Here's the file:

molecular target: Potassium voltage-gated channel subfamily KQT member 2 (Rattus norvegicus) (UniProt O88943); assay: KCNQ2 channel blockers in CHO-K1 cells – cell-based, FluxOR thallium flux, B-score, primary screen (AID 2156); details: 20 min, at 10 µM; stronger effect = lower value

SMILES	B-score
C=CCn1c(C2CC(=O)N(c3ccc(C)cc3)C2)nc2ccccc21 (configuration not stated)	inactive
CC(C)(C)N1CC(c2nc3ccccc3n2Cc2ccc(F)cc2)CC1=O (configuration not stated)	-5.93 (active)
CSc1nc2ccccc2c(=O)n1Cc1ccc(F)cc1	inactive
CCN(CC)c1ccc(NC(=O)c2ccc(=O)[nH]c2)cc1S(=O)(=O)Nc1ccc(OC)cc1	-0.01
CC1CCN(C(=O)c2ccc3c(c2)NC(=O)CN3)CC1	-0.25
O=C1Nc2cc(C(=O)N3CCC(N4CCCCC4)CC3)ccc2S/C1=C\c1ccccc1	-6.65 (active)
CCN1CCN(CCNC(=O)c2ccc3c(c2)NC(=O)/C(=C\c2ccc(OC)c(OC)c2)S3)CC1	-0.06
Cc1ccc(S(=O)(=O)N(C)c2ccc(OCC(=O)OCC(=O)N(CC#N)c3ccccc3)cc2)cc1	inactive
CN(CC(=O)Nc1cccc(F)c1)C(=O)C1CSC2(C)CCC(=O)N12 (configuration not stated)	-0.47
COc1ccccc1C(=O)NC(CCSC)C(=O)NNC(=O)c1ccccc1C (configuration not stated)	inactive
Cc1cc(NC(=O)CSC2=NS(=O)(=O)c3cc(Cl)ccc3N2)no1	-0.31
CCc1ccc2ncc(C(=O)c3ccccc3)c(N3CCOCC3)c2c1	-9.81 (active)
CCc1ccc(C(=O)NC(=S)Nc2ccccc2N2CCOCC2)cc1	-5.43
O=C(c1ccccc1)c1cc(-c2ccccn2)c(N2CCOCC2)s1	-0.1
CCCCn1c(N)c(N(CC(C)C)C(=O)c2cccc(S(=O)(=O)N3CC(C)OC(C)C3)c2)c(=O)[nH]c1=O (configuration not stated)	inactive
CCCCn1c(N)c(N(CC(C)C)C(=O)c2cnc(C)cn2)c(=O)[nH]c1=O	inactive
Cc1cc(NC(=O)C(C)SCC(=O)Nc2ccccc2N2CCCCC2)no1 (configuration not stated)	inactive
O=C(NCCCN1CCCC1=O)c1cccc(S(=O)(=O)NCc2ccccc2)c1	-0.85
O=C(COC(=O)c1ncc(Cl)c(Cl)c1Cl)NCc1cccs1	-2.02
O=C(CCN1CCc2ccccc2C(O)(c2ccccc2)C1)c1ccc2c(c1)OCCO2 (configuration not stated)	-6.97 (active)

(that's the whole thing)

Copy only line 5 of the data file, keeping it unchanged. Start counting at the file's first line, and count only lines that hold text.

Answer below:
CSc1nc2ccccc2c(=O)n1Cc1ccc(F)cc1	inactive